After devouring Harald's books, I picked up Lito's "Breakthrough on the New Skis" because Harald mentioned that Lito had incorporated some PMTS elements. Maybe it's a personal preference with regard to writing style, but there were *way* too many words per concept. Blah, blah, blah.

Harald's writing is like PMTS instruction -- straightforward, to the point, effective. Lito's is flowery and overly verbose.

Harald is the Hemingway of skiing authors. Lito is a cross between a romance writer and Michener.

Like I said, maybe it's a personal thing. YMMV.
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Isn't This A Great Article

Postby patprof2 » Sun Apr 18, 2004 8:30 pm

John-you continue to amaze me-great allegory! I also loved the LT-F article. It was what first got me interested in PMTS.
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Postby Guest » Mon Apr 19, 2004 3:27 pm

I think the article is another example of two men thinking they have re-invented the wheel and who sell snake oil to unsuspecting individuals who are looking for a quick fix.
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Postby jclayton » Mon Apr 19, 2004 4:07 pm

Guest,
the wheel has never been so easily understood since HH re-invented it .

Snake oil has never tasted so good or had such permanent effect .

The large bunch of individuals have never been happier after having suffered through the many bogus snake oil merchants and now having snake oil they can really get their teeth into ( must be the snake heads inside )

J.C.
skinut ,among other things
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Postby Hobbit » Mon Apr 19, 2004 5:50 pm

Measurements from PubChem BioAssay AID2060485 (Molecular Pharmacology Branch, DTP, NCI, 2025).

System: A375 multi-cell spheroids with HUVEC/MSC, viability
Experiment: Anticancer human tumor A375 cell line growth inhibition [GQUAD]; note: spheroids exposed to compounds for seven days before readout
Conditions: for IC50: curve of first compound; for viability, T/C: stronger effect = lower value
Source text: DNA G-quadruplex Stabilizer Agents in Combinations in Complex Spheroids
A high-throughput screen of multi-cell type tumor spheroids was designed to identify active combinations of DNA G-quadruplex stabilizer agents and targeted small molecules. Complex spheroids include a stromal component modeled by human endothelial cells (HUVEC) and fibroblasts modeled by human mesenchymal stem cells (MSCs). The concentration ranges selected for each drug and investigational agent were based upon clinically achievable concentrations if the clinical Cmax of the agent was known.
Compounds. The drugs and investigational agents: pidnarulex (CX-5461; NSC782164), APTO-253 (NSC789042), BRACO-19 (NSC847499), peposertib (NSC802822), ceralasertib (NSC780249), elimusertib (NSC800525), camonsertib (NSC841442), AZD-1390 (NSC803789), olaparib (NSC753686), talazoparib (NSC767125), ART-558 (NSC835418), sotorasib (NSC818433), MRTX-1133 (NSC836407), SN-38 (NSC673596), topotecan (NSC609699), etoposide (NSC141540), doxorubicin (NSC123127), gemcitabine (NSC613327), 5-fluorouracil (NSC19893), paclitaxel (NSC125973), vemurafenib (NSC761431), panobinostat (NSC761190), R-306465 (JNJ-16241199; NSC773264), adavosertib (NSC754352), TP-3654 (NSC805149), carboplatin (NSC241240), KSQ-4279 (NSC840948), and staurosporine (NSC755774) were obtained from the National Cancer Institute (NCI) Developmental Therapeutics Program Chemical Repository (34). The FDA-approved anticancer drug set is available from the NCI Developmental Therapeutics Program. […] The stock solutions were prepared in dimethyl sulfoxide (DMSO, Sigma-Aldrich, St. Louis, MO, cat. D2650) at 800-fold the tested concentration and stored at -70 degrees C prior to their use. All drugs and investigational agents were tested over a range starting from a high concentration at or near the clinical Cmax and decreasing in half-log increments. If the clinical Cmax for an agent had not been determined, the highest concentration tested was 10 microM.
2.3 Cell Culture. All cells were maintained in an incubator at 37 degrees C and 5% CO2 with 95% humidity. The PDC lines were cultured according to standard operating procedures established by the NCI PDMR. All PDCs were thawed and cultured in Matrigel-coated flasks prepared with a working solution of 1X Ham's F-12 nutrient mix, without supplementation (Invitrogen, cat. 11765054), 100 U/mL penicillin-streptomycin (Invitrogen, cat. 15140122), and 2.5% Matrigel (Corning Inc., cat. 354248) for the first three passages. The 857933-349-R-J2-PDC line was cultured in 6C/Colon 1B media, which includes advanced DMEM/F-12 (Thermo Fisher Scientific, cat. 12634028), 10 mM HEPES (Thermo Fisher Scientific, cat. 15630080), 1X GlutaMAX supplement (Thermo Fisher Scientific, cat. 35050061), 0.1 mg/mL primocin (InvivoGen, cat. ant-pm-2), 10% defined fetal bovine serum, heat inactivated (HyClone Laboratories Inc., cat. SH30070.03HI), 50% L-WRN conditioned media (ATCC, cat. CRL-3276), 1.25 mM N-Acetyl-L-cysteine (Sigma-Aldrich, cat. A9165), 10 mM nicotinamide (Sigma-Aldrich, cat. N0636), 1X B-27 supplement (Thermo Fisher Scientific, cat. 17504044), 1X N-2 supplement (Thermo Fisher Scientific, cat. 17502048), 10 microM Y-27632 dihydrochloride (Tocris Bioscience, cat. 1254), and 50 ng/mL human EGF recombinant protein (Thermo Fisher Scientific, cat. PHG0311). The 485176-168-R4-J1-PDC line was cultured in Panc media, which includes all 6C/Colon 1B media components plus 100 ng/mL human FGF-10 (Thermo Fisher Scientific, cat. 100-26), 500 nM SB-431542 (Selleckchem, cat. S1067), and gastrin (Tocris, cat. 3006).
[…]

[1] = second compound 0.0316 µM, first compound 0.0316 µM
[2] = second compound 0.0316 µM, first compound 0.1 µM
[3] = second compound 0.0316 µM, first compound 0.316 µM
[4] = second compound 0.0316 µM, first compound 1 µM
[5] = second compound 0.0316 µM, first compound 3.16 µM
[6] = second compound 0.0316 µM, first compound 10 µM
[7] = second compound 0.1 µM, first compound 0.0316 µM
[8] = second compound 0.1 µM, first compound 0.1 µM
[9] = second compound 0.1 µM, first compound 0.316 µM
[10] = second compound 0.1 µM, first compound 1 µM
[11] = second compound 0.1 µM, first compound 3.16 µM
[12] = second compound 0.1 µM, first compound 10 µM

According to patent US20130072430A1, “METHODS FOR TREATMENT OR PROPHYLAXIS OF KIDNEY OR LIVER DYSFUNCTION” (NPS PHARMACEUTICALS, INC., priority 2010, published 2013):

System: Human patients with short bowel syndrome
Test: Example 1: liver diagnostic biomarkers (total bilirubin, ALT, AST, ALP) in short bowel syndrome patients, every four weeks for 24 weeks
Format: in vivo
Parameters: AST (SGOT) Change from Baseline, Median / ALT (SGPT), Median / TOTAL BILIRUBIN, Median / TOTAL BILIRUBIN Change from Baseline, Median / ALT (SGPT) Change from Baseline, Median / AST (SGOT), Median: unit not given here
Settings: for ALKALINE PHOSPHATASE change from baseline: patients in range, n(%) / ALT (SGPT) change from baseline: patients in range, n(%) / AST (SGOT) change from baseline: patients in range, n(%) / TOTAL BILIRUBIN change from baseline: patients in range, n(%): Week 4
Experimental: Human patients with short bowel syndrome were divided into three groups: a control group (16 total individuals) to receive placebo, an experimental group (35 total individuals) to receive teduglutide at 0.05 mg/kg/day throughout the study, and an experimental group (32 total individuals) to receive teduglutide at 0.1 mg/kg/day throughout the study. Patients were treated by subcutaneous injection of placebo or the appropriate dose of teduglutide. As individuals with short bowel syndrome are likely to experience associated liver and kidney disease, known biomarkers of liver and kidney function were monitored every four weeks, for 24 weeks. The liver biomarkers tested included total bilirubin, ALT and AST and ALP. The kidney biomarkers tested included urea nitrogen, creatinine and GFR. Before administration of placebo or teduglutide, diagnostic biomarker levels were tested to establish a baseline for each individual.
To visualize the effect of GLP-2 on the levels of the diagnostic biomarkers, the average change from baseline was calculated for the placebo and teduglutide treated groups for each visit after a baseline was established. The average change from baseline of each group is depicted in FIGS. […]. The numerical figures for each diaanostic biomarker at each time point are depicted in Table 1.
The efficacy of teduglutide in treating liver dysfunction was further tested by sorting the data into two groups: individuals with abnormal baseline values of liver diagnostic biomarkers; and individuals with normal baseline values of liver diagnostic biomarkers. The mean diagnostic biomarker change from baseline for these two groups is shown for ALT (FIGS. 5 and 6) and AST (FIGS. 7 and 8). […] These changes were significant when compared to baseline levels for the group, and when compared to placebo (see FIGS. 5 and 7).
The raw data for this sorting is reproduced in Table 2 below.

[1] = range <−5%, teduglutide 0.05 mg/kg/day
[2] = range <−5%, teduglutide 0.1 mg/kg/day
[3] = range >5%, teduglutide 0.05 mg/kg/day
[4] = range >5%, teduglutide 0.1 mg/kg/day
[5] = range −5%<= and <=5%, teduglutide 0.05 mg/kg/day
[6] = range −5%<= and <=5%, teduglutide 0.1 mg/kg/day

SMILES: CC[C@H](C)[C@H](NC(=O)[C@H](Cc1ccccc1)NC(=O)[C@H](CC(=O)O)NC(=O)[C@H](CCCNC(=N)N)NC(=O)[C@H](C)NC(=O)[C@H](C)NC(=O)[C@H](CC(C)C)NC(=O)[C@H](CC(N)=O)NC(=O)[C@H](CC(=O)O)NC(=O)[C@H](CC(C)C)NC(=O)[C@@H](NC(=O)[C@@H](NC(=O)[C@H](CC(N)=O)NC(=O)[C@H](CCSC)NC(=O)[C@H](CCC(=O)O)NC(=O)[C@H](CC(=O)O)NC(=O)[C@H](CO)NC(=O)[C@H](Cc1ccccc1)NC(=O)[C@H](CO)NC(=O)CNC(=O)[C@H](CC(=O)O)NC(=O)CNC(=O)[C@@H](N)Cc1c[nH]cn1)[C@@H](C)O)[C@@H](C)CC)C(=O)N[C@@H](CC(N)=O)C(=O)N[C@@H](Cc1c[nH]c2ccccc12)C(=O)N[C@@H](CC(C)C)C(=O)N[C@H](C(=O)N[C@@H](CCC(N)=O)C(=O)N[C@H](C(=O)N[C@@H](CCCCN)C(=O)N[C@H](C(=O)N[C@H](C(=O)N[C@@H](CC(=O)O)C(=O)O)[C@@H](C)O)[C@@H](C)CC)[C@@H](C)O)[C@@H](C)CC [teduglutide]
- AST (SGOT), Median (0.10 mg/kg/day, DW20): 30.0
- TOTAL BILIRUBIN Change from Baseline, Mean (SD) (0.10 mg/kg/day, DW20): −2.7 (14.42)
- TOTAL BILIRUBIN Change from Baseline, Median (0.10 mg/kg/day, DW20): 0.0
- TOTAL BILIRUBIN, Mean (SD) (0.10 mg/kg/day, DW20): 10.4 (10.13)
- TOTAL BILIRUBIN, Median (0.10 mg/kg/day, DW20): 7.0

Let me give you another allegory. When you are watching TV and commercial break comes alone are you jumping of your chairs? Please learn to ignore the informational noise and go on with your life.

When "Guest" will come up with some meaningful topic or comment, we'll be very happy to talk to he/she/it. I hope he/she/it is not planning spending the off-season bombarding our small forum. On the other hand, let he/she/it show up on the PMTS party at A-Basin and I?ll be happy to ski together.
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Postby Visitor » Mon Apr 19, 2004 6:03 pm

I think it is great that Guest is here. He, she, it, demonstates the ignorance and fear held by ski instructors holding on to the trash that ruined my skiing for years. How is it that PMTS and Harald turned my skiing around immediately? If I took a lesson from Guest, I'd get the same old garbage that held me back. He. she, it would swear to be teaching the same thing as PMTS. He could only hope and wish, reality is much more discerning, so is a PMTS lesson.